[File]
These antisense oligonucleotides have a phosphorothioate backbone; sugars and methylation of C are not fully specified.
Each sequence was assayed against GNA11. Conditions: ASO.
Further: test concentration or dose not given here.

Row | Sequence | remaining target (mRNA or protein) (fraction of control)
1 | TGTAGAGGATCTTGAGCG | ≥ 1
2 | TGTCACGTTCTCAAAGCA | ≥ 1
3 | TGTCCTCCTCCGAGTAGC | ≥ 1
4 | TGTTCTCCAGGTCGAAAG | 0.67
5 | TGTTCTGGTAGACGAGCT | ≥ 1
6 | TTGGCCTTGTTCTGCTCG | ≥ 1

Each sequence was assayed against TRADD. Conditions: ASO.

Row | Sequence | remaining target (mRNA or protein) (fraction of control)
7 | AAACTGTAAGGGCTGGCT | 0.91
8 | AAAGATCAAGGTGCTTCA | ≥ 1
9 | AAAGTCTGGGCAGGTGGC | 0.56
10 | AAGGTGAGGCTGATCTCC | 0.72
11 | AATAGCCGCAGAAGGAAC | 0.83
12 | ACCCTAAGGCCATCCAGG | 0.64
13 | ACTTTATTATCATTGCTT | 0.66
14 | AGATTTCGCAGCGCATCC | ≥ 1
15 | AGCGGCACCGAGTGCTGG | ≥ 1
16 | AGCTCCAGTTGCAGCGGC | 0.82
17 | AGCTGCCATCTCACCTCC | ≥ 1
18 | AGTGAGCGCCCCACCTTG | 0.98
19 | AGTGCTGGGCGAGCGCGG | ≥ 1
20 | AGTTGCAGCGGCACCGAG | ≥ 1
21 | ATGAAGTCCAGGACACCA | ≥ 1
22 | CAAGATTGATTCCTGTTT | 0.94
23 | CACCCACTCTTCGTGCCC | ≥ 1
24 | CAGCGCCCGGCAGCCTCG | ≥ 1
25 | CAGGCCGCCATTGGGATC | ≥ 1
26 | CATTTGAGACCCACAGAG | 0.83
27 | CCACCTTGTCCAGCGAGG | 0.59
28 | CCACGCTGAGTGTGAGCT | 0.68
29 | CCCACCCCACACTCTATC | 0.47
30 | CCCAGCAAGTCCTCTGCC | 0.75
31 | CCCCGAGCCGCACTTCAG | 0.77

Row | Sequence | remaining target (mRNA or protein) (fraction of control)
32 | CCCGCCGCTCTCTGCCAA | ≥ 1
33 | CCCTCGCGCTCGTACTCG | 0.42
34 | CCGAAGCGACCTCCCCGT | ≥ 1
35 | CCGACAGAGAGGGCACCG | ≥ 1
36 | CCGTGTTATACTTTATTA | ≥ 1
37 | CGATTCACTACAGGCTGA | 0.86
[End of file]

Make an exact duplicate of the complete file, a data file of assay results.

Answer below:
These antisense oligonucleotides have a phosphorothioate backbone; sugars and methylation of C are not fully specified.
Each sequence was assayed against GNA11. Conditions: ASO.
Further: test concentration or dose not given here.

Row | Sequence | remaining target (mRNA or protein) (fraction of control)
1 | TGTAGAGGATCTTGAGCG | ≥ 1
2 | TGTCACGTTCTCAAAGCA | ≥ 1
3 | TGTCCTCCTCCGAGTAGC | ≥ 1
4 | TGTTCTCCAGGTCGAAAG | 0.67
5 | TGTTCTGGTAGACGAGCT | ≥ 1
6 | TTGGCCTTGTTCTGCTCG | ≥ 1

Each sequence was assayed against TRADD. Conditions: ASO.

Row | Sequence | remaining target (mRNA or protein) (fraction of control)
7 | AAACTGTAAGGGCTGGCT | 0.91
8 | AAAGATCAAGGTGCTTCA | ≥ 1
9 | AAAGTCTGGGCAGGTGGC | 0.56
10 | AAGGTGAGGCTGATCTCC | 0.72
11 | AATAGCCGCAGAAGGAAC | 0.83
12 | ACCCTAAGGCCATCCAGG | 0.64
13 | ACTTTATTATCATTGCTT | 0.66
14 | AGATTTCGCAGCGCATCC | ≥ 1
15 | AGCGGCACCGAGTGCTGG | ≥ 1
16 | AGCTCCAGTTGCAGCGGC | 0.82
17 | AGCTGCCATCTCACCTCC | ≥ 1
18 | AGTGAGCGCCCCACCTTG | 0.98
19 | AGTGCTGGGCGAGCGCGG | ≥ 1
20 | AGTTGCAGCGGCACCGAG | ≥ 1
21 | ATGAAGTCCAGGACACCA | ≥ 1
22 | CAAGATTGATTCCTGTTT | 0.94
23 | CACCCACTCTTCGTGCCC | ≥ 1
24 | CAGCGCCCGGCAGCCTCG | ≥ 1
25 | CAGGCCGCCATTGGGATC | ≥ 1
26 | CATTTGAGACCCACAGAG | 0.83
27 | CCACCTTGTCCAGCGAGG | 0.59
28 | CCACGCTGAGTGTGAGCT | 0.68
29 | CCCACCCCACACTCTATC | 0.47
30 | CCCAGCAAGTCCTCTGCC | 0.75
31 | CCCCGAGCCGCACTTCAG | 0.77

Row | Sequence | remaining target (mRNA or protein) (fraction of control)
32 | CCCGCCGCTCTCTGCCAA | ≥ 1
33 | CCCTCGCGCTCGTACTCG | 0.42
34 | CCGAAGCGACCTCCCCGT | ≥ 1
35 | CCGACAGAGAGGGCACCG | ≥ 1
36 | CCGTGTTATACTTTATTA | ≥ 1
37 | CGATTCACTACAGGCTGA | 0.86